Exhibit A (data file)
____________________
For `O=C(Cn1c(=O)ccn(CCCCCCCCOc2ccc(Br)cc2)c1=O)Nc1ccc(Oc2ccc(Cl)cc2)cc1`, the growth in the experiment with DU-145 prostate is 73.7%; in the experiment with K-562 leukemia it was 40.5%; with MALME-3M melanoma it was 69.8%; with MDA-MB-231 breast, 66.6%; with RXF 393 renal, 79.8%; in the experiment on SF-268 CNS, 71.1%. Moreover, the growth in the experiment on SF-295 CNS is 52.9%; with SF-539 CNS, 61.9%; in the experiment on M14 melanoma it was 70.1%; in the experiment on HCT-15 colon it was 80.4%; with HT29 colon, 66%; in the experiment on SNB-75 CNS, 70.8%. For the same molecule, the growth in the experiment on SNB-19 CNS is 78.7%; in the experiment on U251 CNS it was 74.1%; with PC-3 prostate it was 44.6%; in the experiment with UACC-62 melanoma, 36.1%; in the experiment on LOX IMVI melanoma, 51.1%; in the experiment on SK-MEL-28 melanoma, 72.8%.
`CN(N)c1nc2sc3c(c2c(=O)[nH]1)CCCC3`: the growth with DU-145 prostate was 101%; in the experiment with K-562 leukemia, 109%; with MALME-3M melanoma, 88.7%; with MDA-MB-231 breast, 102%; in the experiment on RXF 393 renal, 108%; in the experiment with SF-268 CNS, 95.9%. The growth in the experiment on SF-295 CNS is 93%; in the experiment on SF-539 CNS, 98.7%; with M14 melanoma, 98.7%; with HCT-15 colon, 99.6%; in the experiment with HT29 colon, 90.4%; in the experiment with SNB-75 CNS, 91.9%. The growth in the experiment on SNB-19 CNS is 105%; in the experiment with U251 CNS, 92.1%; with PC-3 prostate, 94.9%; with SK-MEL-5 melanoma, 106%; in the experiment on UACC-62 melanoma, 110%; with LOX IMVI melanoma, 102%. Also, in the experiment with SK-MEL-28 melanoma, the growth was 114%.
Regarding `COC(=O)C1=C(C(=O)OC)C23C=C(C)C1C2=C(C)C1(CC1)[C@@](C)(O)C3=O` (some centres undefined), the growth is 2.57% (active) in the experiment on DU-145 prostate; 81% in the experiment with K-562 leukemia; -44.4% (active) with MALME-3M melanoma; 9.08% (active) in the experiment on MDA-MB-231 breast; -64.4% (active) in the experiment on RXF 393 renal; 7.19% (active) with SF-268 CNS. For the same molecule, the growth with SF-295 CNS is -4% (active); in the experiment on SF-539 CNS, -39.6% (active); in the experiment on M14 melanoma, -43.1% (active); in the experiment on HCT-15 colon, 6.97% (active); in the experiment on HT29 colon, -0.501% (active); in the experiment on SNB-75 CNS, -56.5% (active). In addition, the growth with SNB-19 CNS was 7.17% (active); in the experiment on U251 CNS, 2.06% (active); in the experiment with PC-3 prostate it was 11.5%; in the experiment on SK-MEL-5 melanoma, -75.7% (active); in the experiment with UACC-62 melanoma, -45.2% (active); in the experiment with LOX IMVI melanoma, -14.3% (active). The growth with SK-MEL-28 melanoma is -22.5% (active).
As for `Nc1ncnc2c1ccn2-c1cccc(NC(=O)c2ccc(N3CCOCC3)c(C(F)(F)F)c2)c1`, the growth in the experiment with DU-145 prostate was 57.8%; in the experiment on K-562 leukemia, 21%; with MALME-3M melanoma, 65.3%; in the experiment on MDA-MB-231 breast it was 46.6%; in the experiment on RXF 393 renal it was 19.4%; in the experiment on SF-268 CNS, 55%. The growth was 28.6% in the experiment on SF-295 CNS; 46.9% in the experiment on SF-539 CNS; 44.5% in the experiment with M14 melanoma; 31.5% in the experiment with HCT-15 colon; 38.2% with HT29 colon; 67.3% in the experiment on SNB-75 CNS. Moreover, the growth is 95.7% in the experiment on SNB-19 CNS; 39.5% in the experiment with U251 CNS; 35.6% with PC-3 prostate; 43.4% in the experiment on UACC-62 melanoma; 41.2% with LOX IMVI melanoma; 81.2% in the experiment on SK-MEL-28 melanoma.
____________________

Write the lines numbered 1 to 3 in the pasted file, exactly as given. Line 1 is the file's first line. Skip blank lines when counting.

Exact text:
For `O=C(Cn1c(=O)ccn(CCCCCCCCOc2ccc(Br)cc2)c1=O)Nc1ccc(Oc2ccc(Cl)cc2)cc1`, the growth in the experiment with DU-145 prostate is 73.7%; in the experiment with K-562 leukemia it was 40.5%; with MALME-3M melanoma it was 69.8%; with MDA-MB-231 breast, 66.6%; with RXF 393 renal, 79.8%; in the experiment on SF-268 CNS, 71.1%. Moreover, the growth in the experiment on SF-295 CNS is 52.9%; with SF-539 CNS, 61.9%; in the experiment on M14 melanoma it was 70.1%; in the experiment on HCT-15 colon it was 80.4%; with HT29 colon, 66%; in the experiment on SNB-75 CNS, 70.8%. For the same molecule, the growth in the experiment on SNB-19 CNS is 78.7%; in the experiment on U251 CNS it was 74.1%; with PC-3 prostate it was 44.6%; in the experiment with UACC-62 melanoma, 36.1%; in the experiment on LOX IMVI melanoma, 51.1%; in the experiment on SK-MEL-28 melanoma, 72.8%.
`CN(N)c1nc2sc3c(c2c(=O)[nH]1)CCCC3`: the growth with DU-145 prostate was 101%; in the experiment with K-562 leukemia, 109%; with MALME-3M melanoma, 88.7%; with MDA-MB-231 breast, 102%; in the experiment on RXF 393 renal, 108%; in the experiment with SF-268 CNS, 95.9%. The growth in the experiment on SF-295 CNS is 93%; in the experiment on SF-539 CNS, 98.7%; with M14 melanoma, 98.7%; with HCT-15 colon, 99.6%; in the experiment with HT29 colon, 90.4%; in the experiment with SNB-75 CNS, 91.9%. The growth in the experiment on SNB-19 CNS is 105%; in the experiment with U251 CNS, 92.1%; with PC-3 prostate, 94.9%; with SK-MEL-5 melanoma, 106%; in the experiment on UACC-62 melanoma, 110%; with LOX IMVI melanoma, 102%. Also, in the experiment with SK-MEL-28 melanoma, the growth was 114%.
Regarding `COC(=O)C1=C(C(=O)OC)C23C=C(C)C1C2=C(C)C1(CC1)[C@@](C)(O)C3=O` (some centres undefined), the growth is 2.57% (active) in the experiment on DU-145 prostate; 81% in the experiment with K-562 leukemia; -44.4% (active) with MALME-3M melanoma; 9.08% (active) in the experiment on MDA-MB-231 breast; -64.4% (active) in the experiment on RXF 393 renal; 7.19% (active) with SF-268 CNS. For the same molecule, the growth with SF-295 CNS is -4% (active); in the experiment on SF-539 CNS, -39.6% (active); in the experiment on M14 melanoma, -43.1% (active); in the experiment on HCT-15 colon, 6.97% (active); in the experiment on HT29 colon, -0.501% (active); in the experiment on SNB-75 CNS, -56.5% (active). In addition, the growth with SNB-19 CNS was 7.17% (active); in the experiment on U251 CNS, 2.06% (active); in the experiment with PC-3 prostate it was 11.5%; in the experiment on SK-MEL-5 melanoma, -75.7% (active); in the experiment with UACC-62 melanoma, -45.2% (active); in the experiment with LOX IMVI melanoma, -14.3% (active). The growth with SK-MEL-28 melanoma is -22.5% (active).